Bush tax cuts who benefits
The Bush Tax Cuts: Ten Years Later
—Stephanie Mencimer on Tue. June 7, 2011 6:00 AM PDT
You probably didn't realize it, but June 7, 2011, is a momentous day in US history. It marks the 10-year anniversary of the signing into law of the Bush tax cuts, a day when President George W. Bush helped replace an unprecedented federal budget surplus with a mountain of debt in order to slash taxes for rich people (including dead ones). The anniversary of the cuts comes at a particularly fortuitous moment, with the political classes deep in debate over the increase in the federal deficit. Now is a good time to take a look back to see just how well those tax cuts have worked out for the country. Some highlights, with data from the Economic Policy Institute :
Big debt. Between 2001 and 2010, the Bush tax cuts added $2.6 trillion to the public debt, 50 percent of the total debt accrued during that time. Over the past 10 years, the country has spent more than $400 billion just servicing the debt created by the cuts.
Supply-side failure. Far from paying for themselves with increased economic activity as promised, the tax cuts have depleted the public treasury. Tax collections have plunged to their lowest share of the economy in 60 years.
No jobs. Between 2002 and 2007, employment increased by less than 1 percent when the economy was supposed to be expanding. Employment growth barely kept pace with population growth. Between the end of 2001, when the country was in a recession, and the peak of the real estate bubble, er, economic expansion in 2007, the US economy performed worse than at any time since the end of World War II.
Rich people benefit. The best-known result of the Bush tax cuts is that virtually all the benefits were conferred upon people who didn't need them at all and who didn't use the money to, say, create more jobs or pay their workers better. Median weekly earnings fell more than 2 percent between 2001 and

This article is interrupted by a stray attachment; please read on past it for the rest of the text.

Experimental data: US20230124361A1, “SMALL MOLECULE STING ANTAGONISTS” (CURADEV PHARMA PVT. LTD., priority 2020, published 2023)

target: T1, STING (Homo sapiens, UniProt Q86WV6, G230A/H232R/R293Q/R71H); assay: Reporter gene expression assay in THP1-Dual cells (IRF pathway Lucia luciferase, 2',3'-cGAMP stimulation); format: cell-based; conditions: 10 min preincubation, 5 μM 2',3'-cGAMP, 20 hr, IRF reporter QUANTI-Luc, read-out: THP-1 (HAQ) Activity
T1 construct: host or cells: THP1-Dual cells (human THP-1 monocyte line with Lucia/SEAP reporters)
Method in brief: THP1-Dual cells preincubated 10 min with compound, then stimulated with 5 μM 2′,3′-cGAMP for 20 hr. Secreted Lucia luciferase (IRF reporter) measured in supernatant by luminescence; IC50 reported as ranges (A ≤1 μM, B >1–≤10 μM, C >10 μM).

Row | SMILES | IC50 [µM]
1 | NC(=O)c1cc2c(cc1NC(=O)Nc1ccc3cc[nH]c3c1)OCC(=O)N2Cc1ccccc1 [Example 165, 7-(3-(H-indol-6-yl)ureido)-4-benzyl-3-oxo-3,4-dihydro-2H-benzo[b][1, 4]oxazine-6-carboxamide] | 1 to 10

2007. Meanwhile, people making over $3 million a year, who account for just 0.1 percent of taxpayers, got an average tax cut of $520,000, more than 450 times what the average middle-income family received.
Entitlements for trust-fund slackers. For a party that likes to talk about the virtues of pulling yourself up by your bootstraps, personal responsibility and entrepreneurship, the Bush tax cuts were like an entitlement program for the already entitled. You'd be hard pressed to find a better way to create a lazy leisure class than by eliminating the estate tax. But that's what Republicans did when they reduced and then phased out the estate tax, ensuring that the country would be plagued by people like this guy for decades to come.
For a graphic view of the dramatic change in wealth inequality fueled in part by the Bush tax cuts, check out these amazing charts created by Mother Jones editor Dave Gilson.
Meanwhile, a few liberal groups are going to commemorate the tax-cut anniversary by holding protests around the country highlighting the sorts of things that didn't get funded while Republicans were slashing taxes for rich people. Activists in Fredericksburg, Virginia, will have a mock toilet on hand that partipants can flush money down, symbolizing money that went to rich people rather than to schools or other critical services.
The Every Child Matters Education fund, which is urging people to participate in the rallies, points out that in 2001, before the tax cuts went into effect, the federal government invested $8,634 in inflation-adjusted dollars for every four-year-old in Head Start, the Great Society-era early childhood program designed to help prepare poor kids to do well in school. In 2011, that investment declined to $7,824 per child. Funding for the Social Services Block Grant, which funds programs that combat child abuse and neglect, among other things, has dropped more than 20 percent in real dollars. In the long run, it's clear that the legacy of the Bush tax cuts will be a huge debt that this generation of children will be largely unprepared to do much about.Source: m.motherjones.com